However, and as we’ve already seen, what is at stake in the Freudian discovery that, when dealing with the unconscious, the alternative “mother/not mother” is not exhaustive (negation of negation doesn’t bring us to the supposedly original affirmation) is something else. It is not a “more or less mother,” nor is it a difference in intensity with regard to two extremes, or absolutes; it is a paradoxical entity of “with-without.” The following is a very important question (and answer) asked by psychoanalysis and brought to the attention of both philosophy and logics: If we admit the non-functioning of the principle of the excluded third, what then is the status of the third that we allow for in this way? Is it something in between, a combination of two, a little bit of this and a little bit of that, a nuance with a certain degree of intensity? Or is it effectively something else (that is, precisely something “third”), with its own ontological status, even if the latter turns out to be very paradoxical? The discovery of the unconscious, and its real, brings forth the second possibility. But this could also imply that the logic introduced by the concept of the unconscious is not actually intuitionist, but rather a paradoxical twist of the classical logic itself: The third term (or third possibility), which is included rather then excluded, is nothing other than the very point of the (onto)logical impossibility of the third. In other words, what is included as something (as an entity) receives the very logical impossibility on which the alternative mother/not-mother is based. The fact that it is included doesn’t mean that the impossible now becomes possible (one of the possibilities, as in the intuitionist logic); rather, it is included in its very onto-logical impossibility—hence its spectral character: as included in reality, the impossible-real can only be a specter.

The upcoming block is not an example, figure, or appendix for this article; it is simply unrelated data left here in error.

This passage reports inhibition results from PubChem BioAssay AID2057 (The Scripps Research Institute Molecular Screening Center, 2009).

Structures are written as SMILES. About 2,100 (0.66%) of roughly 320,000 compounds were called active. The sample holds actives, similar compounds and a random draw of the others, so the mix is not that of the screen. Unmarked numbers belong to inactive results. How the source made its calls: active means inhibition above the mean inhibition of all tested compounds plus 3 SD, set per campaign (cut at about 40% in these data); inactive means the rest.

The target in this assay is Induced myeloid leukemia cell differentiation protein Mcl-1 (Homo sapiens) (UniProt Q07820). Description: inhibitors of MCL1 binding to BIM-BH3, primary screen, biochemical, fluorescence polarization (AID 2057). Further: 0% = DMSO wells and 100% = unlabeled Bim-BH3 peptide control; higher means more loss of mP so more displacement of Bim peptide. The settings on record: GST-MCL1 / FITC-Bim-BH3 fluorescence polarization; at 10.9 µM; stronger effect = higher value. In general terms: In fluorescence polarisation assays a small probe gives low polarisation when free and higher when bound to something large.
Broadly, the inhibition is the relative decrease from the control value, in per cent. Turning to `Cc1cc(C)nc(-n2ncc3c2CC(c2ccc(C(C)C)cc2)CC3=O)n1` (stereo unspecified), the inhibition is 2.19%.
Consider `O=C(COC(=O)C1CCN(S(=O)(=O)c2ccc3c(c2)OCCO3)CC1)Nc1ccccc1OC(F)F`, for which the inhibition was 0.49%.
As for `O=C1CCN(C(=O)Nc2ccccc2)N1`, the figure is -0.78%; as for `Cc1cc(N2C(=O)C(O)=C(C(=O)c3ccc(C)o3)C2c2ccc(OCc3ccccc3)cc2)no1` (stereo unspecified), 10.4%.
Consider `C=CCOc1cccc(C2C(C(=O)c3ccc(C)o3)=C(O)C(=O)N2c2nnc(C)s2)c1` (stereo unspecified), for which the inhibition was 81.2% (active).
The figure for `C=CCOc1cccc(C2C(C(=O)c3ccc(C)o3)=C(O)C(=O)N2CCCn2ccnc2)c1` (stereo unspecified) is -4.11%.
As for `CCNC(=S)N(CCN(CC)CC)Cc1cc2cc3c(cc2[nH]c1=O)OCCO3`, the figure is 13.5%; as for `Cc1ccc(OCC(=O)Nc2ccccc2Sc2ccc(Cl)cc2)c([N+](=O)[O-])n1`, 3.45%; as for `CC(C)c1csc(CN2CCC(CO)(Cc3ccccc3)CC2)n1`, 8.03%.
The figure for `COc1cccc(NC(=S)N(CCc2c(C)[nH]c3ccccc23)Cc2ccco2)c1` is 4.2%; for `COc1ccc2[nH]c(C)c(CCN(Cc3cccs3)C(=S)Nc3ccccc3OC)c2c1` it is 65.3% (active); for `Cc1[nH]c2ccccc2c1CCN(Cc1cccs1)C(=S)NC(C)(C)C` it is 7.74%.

Michaël Borremans, The Skirt, 2005, 40 x 50 cm, oil on canvas. Photo: Peter Cox. Courtesy Zeno X Gallery, Antwerp.

2. The Birth of Thinking from the Materiality of Negation

Another crucial and related point in Freud’s essay concerns the way in which he links the cut of (the signifier of) negation to the very constitution of thinking (conscious and unconscious). For the not is not only a trick, an instrument, of the unconscious (something that the unconscious “uses” in order to persist side by side with some inadmissible content); it is also its condition, or Grund. It is not only that which, together with other unconscious mechanisms (displacements, condensations …), patches up the gaps of the repression and alerts us to it, but also the condition of the repression as such.